Confucianism, along with Buddhism and Daoism, entered Korea before 500 AD. Confucianism/Ruism is Yuhak, or Yugyo in Korean.[26] Before the Joseon dynasty, women had rights and freedoms. In Silla (57 BC-935 AD), women could work, learn trades, pay taxes, and influence politics.[27] Silla had three Queens: Seondeok (632-647), Jindeok, and Jinseong.[28] During the Koryŏ dynasty (918 AD-1392 AD), women could interact with men and inherit property. Neo-Confucianism spread during the Koryŏ/Goryeo (고려) dynasty (918-1392), partly due to Han Yu (768-824), a Chinese scholar (Korean Confucianism, Stanford Encyclopedia of Philosophy). The rise of Confucianism in Korea can also be attributed to An Hyang (1243-1306) and Paek I-jong (1247-1323).[29] The philosophy became more popular during the Joseon/Chosŏn (조선) dynasty (1392-1897).[30]



Between 1400 and 1900, women were seen as frail, troublesome, and dependent. The government restricted women from going to outdoor events and riding horses. Society called girls "robber women" (todungnyo). Like Chinese women, Korean women lost their identity after they were married. People called them "wife of..." and "mother of ..." Men could divorce women for seven reasons: disobedience, jealousy, disease, talkativeness, theft, adultery, and failure to have a son. A widowed woman had with two options: live in poverty or commit suicide.[31] Kisaengs, or entertainers, were an exception. They were supposed to be intelligent, charming, and promiscuous.[32]



Rituals became extremely important during the late 1400s. According to the Grand Code for State Administration (Kyŏngguk taejŏn 經國大典) If a man did not complete rituals, they could be beaten, jailed, or put to death. This led to the torture and death of at least 8,000 Catholics between 1866 and 1871. During the late 19th century and early 20th century, Koreans blamed Confucianism for losing sovereignty.[33]


During the 1900s, Japanese soldiers took Korean women as comfort women, or sex slaves due to their perceived naivety. (Thomas 2012, 4).[34] Several Korean fathers sold their daughters to make money. An estimated 90,000 to 200,000 Koreans were comfort women (Thomas 2012, 5).[35] Thomas (2012) compares the degradation of Korean women to the fall of Korea (Thomas 2012, 5).[36] They were berated by Japanese men for being Korean and inferior. When the war ended, Korean society shunned them because they were impure and a disgrace. As a result, most women kept their stories to themselves for fear of being ostracized (Thomas 2012, 10-14).[37]


South Korean women still face discrimination today. According to the Economist's "Glass Ceiling Index" magazine, South Korea was the least women-friendly OECD country in 2023 (HRW 570).[38] The company measured educational progress, maternity leave, and female managerial positions (HRW 570). Between 2019 and 2021, more children were victims of digital sex crimes (HRW 571).[39] Women also face sexual harassment at work. Victims rarely come forward due to stigmas and the possibility of getting fired. South Korean law states that employers should pay men and women equally. However, this is not the case. South Korea’s gender pay gap was 31.5% in 2020. Half of women work, whereas 70% of men work. This is partially due to maternity leave (US Department of State 2023).[40]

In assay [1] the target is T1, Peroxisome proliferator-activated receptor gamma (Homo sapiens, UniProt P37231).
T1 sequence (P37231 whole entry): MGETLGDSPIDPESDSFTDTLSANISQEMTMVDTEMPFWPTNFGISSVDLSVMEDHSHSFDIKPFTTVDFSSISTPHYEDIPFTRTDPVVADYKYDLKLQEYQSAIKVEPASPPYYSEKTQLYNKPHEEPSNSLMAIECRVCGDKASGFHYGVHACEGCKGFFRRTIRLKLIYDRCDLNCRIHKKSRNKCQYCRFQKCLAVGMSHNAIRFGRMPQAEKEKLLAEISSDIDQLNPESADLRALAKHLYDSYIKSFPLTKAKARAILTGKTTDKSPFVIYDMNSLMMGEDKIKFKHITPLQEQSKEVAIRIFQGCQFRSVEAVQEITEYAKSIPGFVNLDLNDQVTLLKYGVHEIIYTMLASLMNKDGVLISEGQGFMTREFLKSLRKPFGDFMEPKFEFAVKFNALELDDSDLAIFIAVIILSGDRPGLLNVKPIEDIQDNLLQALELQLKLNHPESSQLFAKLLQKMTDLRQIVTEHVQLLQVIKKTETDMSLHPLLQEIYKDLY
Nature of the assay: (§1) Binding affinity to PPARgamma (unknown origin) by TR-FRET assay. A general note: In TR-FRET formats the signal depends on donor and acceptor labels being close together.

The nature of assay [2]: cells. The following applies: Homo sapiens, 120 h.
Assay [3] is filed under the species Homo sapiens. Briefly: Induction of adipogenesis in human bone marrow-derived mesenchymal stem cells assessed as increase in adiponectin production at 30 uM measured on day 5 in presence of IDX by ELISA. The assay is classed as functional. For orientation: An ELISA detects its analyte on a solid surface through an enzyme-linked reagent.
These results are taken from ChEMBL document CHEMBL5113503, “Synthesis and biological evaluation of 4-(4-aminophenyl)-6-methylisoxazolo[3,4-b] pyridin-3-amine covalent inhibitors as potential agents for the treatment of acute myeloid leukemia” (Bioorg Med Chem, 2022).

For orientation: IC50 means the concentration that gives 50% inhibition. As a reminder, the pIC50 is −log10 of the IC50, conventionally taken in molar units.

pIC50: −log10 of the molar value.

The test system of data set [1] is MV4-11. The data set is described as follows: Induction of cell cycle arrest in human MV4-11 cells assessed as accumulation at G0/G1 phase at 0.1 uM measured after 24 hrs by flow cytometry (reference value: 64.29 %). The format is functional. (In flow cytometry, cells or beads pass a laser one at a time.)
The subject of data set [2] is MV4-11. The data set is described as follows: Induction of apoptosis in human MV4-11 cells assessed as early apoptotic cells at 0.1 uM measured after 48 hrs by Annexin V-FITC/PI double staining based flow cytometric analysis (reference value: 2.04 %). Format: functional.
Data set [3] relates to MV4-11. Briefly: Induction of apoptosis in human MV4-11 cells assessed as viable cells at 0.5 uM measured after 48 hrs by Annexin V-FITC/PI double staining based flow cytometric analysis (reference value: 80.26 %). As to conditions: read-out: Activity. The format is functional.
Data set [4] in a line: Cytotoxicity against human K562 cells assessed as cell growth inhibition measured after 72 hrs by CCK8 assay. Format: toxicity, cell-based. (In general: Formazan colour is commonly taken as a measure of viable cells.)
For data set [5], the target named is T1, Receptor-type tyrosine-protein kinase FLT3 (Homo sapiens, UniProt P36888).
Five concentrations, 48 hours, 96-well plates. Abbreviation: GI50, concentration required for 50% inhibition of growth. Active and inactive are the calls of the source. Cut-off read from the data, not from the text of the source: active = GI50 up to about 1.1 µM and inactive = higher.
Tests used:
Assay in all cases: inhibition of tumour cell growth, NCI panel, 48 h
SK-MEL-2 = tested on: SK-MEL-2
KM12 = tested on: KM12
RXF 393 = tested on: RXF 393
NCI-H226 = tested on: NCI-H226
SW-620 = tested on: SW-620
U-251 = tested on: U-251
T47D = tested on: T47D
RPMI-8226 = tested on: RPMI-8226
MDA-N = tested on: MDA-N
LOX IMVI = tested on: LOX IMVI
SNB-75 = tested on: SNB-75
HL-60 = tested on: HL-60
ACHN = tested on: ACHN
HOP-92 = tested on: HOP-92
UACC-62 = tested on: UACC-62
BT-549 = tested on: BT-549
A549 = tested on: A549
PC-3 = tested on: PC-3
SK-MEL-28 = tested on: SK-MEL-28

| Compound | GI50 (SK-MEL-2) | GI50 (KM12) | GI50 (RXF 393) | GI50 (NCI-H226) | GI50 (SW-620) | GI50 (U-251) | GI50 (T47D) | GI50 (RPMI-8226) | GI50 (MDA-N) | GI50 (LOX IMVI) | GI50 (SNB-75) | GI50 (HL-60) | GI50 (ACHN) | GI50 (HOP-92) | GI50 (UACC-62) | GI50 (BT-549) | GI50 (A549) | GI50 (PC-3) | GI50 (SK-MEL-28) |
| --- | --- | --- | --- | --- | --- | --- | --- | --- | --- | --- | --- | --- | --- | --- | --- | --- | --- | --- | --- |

Discussing feminism is taboo in South Korea, as the line between feminism, radical feminism, and misandry is blurred. Young men despise feminism partly due to their definitions of meritocracy, unemployment, and misogyny. Unlike their ancestors, young Korean men believe they are victims of gender (in)equality. Men in their 20s and 30s are against equal pay, hiring more female CEOs, and appointing women to the executive branch.[41]


References

 

[1] Encyclopedia Britannica ‘Confucius” n.d. Encyclopedia Britannica Inc. https://www.britannica.com/biography/Confucius.

[2] Homer H. Dubs. ‘The Political Career of Confucius’ Journal of the American Oriental Society (1946) Vol. 66 No. 4 p. 273-282. https://www.jstor.org/stable/596405.

[3] Encyclopedia Britannica n.d. (n 1)

[4] Dubs (n 2)

[5] Confucius ‘Analects’ 7:1

[6] Mark Cartwright ‘Ancestor Worship in Ancient China’ (17 October 2017). https://www.worldhistory.org/article/1132/ancestor-worship-in-ancient-china/.

[7] Stanford Encyclopedia of Philosophy ‘Korean Confucianism’ 24 November 2021. https://www.plato.stanford.edu/entries/korean-confucianism/.

[8] Encyclopedia Britannica (n 1)

[9] Robert Eno. ‘The Analects of Confucius’ (2015) Indiana University Bloomington https://www.indiana.edu/~p374/Analects_of_Confucius_(Eno-2012).pdf. ; Dina Orozco, ‘Confucius vs. The Women of China: A Feminine Struggle’ (Fall 2017) California State University Long Beach. 9. https://www.scholarworks.calstate.edu/downloads/tx31qk79f.

[10] Eno (n 9); Orozco (n 9, 17)

[11] Dull, Jack L. “Wudi” (3 Aug 2022) Encyclopedia Britannica https://www.britannica.com/biography/Wudi-emperor-of-Han-dynasty.

[12] Encyclopedia Britannica (n 1)

[13] 3A:4 Mencius, translated SB-Chan 69-70; Stanford Encyclopedia of Philosophy (n 7)

[14] Xiongya Gao. ‘Women Existing for Men: Confucianism and Social Injustice Against Women in China’ (2003). Race, Gender, & Class 10(3), 114. https://www.proquest.com.

[15] Gao (n 14)

[16] Encyclopedia Britannica ‘Zhu Xi’ (14 Oct. 2023) Encyclopedia Britannica Inc. https://www.britannica.com/biography/Zhu-Xi.

[17] Encyclopedia Britannica (n 16)

[18] LH Rosenlee ‘Gender in Confucian Philosophy’ (2023) Stanford Encyclopedia of Philosophy. https://www.plato.stanford.edu/entries/confucian-gender/.

[19] Rosenlee (n 18)

[20] Orozco (n 9), 10

[21] Ibid, 12

[22] Gao (n 14)

[23] Shen Yifei ‘Feminism in China: An Analysis of Advocates, Debates, and Strategies’ https://www.fes-china.org. ; Orozco (n 9), 21

[24] Orozco (n 9), 14

[25] Ibid, 22

[26] Stanford Encyclopedia of Philosophy (n 7)

[27] Katrina Maynes ‘Korean Perceptions of Chastity, Gender Roles, and Libido; From Kisaengs to Twenty First Century’ (Feb 2012) Grand Valley Journal of History Vol. 1 Iss. 1, Article 2. https://www.scholarworks.gvsu.edu/gvjh/vol1/iss1/2.

[28] Maynes (n 27)

[29] Stanford Encyclopedia of Philosophy (n 7)

[30] Ibid.

[31] Maynes (n 27)

[32] Ibid.

[33] Stanford Encyclopedia of Philosophy (n 7)

[34] Rebekah Thomas ‘The Evolution of the Status of Women in Colonial Times to the Present’ (Spring 2012) Coastal Carolina University. https://digitalcommons.coastal.edu.  4

[35] Thomas (n 34)

[36] Ibid, 5

[37] Ibid, 10-14

[38] Human Rights Watch ‘World Report 2024’ (2023), 570 https://www.hrw.org/world-report/2024.

[39] Human Rights Watch (n 38)

[40] United States Department of State ‘2022 Country Reports on Human Rights Practices: South Korea (March 2023) https://www.state.gov/reports/2022-country-reports-on-human-rights-practices/south-korea/.

[41] S. Nathan Park ‘Why So Many Young Men in South Korea Hate Feminism’ (2021) Foreign Policy. https://www.foreignpolicy.com/2021/06/23/young-south-korean-men-hate-liberals-feminists/.